Sacrifice. Go the extra mile. Ask tons of questions and read, plenty! Especially as a candidate attorney. I was usually the first person to arrive at the office around 5h00am to get a kick start to my day and the last to leave. I made it know to the senior partners that I was willing and eager to learn. I took the initiative of pre-reading and preparing for meetings with clients in advance. I made notes and asked many questions and that is where I learnt the most. I also made lots of mistakes however I learnt from them and this equipped me to blossom into a well-versed lawyer. Despite being a mergers and acquisitions lawyer, I ensured that I learnt more about other aspects of the law. I believe that to best serve a client and the business industry you operate in you must be well-versed in all the aspects of law that impact on that client and business industry.
Given your extensive experience in legal compliance, what strategies or practices do you employ to ensure businesses align with statutory and regulatory principles while still achieving their goals?
I attend courses, webinars and have subscribed to legal resources which I read to ensure that I keep abreast with the ever-challenging laws that affect businesses. I also make it my duty to find out if colleagues have attended courses that could be useful to me in carrying out and best supporting an organization and clients and of course the “old fashion way”, legal research.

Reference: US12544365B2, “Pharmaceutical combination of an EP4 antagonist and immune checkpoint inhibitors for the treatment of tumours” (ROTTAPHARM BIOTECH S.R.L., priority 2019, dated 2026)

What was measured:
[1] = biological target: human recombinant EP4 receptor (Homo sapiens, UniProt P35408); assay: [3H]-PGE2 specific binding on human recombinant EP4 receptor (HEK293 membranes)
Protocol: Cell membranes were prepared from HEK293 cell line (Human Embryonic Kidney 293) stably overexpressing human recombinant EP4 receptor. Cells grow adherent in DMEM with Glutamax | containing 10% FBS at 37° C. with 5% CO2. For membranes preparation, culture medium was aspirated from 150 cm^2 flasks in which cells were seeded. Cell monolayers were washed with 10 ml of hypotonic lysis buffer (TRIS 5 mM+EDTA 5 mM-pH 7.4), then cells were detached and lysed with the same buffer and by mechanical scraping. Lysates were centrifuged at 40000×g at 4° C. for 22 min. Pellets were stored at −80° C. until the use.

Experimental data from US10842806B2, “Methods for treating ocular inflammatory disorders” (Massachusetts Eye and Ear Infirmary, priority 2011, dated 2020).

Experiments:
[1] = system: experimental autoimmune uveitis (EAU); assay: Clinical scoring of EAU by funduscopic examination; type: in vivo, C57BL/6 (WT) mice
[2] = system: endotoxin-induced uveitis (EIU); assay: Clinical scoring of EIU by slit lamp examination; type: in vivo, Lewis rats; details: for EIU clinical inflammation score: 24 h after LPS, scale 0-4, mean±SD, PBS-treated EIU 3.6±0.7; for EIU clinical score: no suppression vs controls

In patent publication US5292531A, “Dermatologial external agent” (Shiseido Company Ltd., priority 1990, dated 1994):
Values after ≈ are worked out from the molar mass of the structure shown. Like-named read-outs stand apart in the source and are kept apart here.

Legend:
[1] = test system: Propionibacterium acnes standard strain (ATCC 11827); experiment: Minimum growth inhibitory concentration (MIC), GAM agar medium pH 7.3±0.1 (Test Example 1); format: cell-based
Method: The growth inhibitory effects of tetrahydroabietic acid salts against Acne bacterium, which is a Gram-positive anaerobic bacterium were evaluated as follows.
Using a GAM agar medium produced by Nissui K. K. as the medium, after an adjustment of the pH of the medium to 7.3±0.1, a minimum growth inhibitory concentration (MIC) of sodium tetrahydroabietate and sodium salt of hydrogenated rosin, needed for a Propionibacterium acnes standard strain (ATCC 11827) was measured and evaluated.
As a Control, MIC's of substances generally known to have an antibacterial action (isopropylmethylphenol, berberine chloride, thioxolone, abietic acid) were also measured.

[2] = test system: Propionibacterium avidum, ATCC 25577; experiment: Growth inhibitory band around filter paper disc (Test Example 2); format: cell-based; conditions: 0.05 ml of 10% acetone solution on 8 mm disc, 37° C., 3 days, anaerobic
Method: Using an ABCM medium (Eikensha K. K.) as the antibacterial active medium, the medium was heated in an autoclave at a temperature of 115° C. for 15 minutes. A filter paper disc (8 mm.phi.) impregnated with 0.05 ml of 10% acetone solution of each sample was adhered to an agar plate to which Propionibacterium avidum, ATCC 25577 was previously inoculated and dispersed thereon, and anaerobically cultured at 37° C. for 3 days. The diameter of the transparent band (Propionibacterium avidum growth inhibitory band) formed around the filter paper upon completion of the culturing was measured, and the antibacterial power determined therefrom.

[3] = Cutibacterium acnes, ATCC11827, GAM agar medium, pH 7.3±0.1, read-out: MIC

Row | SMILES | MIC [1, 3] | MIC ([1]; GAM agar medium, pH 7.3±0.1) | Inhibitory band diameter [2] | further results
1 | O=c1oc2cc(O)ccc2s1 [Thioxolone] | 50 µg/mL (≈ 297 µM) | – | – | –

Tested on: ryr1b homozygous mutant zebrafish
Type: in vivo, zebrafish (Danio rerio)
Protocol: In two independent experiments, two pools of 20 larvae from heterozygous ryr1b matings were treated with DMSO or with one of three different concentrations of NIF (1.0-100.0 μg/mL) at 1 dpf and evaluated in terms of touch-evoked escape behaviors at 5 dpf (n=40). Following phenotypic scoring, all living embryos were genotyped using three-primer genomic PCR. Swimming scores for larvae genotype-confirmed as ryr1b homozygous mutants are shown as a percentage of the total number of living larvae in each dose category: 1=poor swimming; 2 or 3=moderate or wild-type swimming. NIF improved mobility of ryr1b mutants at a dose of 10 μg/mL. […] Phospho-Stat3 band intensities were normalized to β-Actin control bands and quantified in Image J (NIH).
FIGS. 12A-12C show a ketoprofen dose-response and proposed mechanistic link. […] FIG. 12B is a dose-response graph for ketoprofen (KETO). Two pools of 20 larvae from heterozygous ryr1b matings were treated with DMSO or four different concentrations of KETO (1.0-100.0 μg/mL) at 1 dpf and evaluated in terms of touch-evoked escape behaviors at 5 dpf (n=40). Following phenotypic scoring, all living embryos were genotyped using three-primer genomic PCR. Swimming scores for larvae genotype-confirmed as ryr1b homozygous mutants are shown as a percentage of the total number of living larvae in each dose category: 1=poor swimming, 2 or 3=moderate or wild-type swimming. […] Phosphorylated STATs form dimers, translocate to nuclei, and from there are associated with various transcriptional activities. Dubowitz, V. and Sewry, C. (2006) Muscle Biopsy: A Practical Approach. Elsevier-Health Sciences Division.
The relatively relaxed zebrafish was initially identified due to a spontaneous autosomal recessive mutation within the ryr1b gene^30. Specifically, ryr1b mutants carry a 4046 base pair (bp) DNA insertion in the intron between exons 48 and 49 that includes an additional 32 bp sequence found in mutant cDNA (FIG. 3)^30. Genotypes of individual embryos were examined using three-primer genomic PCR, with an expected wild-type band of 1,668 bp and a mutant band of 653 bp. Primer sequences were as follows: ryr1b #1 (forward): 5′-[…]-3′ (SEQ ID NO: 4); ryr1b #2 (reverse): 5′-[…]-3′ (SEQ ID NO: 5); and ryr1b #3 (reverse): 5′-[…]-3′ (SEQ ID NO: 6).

Intellectual property is a critical area in today’s business landscape. Can you provide insights into how you’ve effectively managed and protected intellectual property portfolios during your career?
As an in-house legal advisor, you need to ensure that you thoroughly understand the industry in which you operate. When I join an organization, I make it my duty to ask questions and enquire about the where, when, what, how and why. This early foundation affords me great insight into what the company does/sells and where (jurisdiction). Once I have established this I speak to the various divisions at the company and create an excel spreadsheet that allows me to track all existing intellectual property rights, including the logos’ renewal dates, whether they are still required etc. Whilst this seems like a simple and mundane task – it works for me and has enabled me to best manage IP portfolios in various organizations.
You’ve also been involved in legal research and writing. Could you share a memorable research project or legal writing experience that challenged your skills and knowledge?